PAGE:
Swachh Bharat 2.0 will tackle plastic menace on war footing
The key objective of the Swachh Bharat Mission so far has been to achieve an open-defecation free (ODF) country by October 2, 2019, with a toilet for every household.Updated: Oct 05, 2019 00:38 IST
The Modi government will reposition its flagship sanitation programme, Swachh Bharat, to tackle the menace of plastic waste, according to a strategy document reviewed by Hindustan Times that will steer the next phase of the mission expected to run until 2029.
The key objective of the Swachh Bharat Mission so far has been to achieve an open-defecation free (ODF) country by October 2, 2019, with a toilet for every household.
Apart from its focus on sanitation, the Swachh Bharat mission will now be geared towards recycling and managing waste, including so-called single-use plastic. The government will deploy the same set of strategies adopted for the ODF drive, an official familiar with the plan said on condition of anonymity. Prime Minister Narendra Modi on August 15 called for ending the use of single-use plastic in three years.
For now, the government has decided against a blanket ban on single-use plastic items. Rather, under Swachh Bharat, every village panchayat and local bodies will have access to solid and liquid waste management facilities, just like toilets.
The government relied on a high-octane public campaign, aimed at behavioural change, and hired ground-level “motivators” as a way of targeting open defecation. A similar ground-up approach to recycle and segregate waste, such as organic matter and used plastics, will be part of Swachh Bharat’s renewed goals.
Indore, declared India’s cleanest city under Swachh Bharat rankings, will serve as a model for urban waste management, while Tamil Nadu’s village-level waste recycling model could be replicated elsewhere for rural India. The strategy has been prepared by the department of sanitation under the Jal Shakti ministry, which oversees the Swachh Bharat Mission, after consulting state governments and various stakeholders.
On Wednesday, addressing a landmark event in Ahmedabad, Modi said that rural India has declared itself open-defecation free, fulfilling the core objective of Swachh Bharat mission he launched on October 2, 2014. According to data from the World Bank, in 2015, 44% of Indians defecated in the open, a majority of them in the countryside.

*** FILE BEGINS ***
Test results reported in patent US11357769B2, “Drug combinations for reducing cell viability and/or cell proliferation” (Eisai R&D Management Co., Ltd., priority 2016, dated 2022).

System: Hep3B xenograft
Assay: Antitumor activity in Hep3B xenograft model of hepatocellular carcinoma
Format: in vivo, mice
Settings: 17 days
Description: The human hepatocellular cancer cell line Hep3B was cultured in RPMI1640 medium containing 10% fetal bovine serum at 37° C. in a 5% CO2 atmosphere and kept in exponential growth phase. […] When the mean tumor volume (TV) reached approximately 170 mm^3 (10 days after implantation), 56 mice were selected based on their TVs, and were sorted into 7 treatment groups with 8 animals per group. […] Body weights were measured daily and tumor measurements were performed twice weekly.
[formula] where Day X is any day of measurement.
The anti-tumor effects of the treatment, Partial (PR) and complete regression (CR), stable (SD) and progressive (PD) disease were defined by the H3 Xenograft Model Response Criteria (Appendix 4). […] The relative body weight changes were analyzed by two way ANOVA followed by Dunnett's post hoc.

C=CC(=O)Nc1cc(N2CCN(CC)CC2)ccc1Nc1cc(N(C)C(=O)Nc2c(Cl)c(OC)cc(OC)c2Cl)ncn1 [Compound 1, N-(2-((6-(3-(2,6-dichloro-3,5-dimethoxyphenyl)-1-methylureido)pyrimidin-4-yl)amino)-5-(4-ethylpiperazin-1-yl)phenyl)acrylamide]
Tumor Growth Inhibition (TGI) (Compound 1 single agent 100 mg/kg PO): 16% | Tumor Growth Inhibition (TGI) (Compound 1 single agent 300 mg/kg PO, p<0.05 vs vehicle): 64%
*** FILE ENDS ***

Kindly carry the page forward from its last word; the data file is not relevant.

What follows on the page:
The new Swachh Bharat strategy lays down a framework to guide “local governments, policy makers, implementers and other relevant stakeholders” in implementing what is now being called ODF Plus.
It also focuses on, apart from sanitation, the management of three categories of waste: plastic waste, organic, grey water management and black water waste. Organic waste refers to any bio-origin leftover matter, while black-water waste, in the context of sanitation, refers to faecal sludge. Grey water refers to waste water from other household use.
In Tamil Nadu, gram panchayats have installed waste segregation units in each village. Some of them use funds from the National Rural Employment Guarantee Scheme, apart from other state funds, to run these waste management systems, a second official said.
The facilities are managed by private contractors, who are paid a fee by panchayats to collect, segregate and redirect waste to designated recyclers.
For sanitation, the government went on a toilet-construction spree across the country, building 100 million of them in the countryside, covering over 500,000 villages. A sanitation survey monitored by the World Bank found that 90.4% of villages were now open-defecation free and 93.1% of rural households had access to toilets.
Experts say building toilets hasn’t eliminated open defecation entirely. According to a study published this year by a team of demographers led by Dianne Coffer, a visiting researcher at the Indian Statistical Institute, nearly 23% of people provided with toilets in north India still defecated in the open.
Environment experts say waste management and awareness were the key to curbing plastic use, but India must ban at least a few types of single use plastics. “There is no alternative to banning certain single-use plastic which have zero recyclability. Relying only on recycling can’t solve the problem,” said Dinesh Raj Bandella of the Centre for Science and Environment.